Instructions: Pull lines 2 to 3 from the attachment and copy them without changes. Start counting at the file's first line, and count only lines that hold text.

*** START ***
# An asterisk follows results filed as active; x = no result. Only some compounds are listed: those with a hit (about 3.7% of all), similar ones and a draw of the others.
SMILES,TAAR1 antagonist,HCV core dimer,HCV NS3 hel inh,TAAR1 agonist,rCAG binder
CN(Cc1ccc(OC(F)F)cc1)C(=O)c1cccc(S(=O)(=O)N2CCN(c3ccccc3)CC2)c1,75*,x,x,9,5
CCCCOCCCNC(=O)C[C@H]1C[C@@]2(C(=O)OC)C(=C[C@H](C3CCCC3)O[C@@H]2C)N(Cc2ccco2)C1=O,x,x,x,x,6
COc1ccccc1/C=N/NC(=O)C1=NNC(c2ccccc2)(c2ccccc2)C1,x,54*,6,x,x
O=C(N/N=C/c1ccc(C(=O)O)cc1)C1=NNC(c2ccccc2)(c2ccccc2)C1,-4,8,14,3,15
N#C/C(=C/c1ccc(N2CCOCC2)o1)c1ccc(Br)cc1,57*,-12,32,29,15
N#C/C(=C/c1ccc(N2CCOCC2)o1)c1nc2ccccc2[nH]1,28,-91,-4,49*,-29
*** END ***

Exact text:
SMILES,TAAR1 antagonist,HCV core dimer,HCV NS3 hel inh,TAAR1 agonist,rCAG binder
CN(Cc1ccc(OC(F)F)cc1)C(=O)c1cccc(S(=O)(=O)N2CCN(c3ccccc3)CC2)c1,75*,x,x,9,5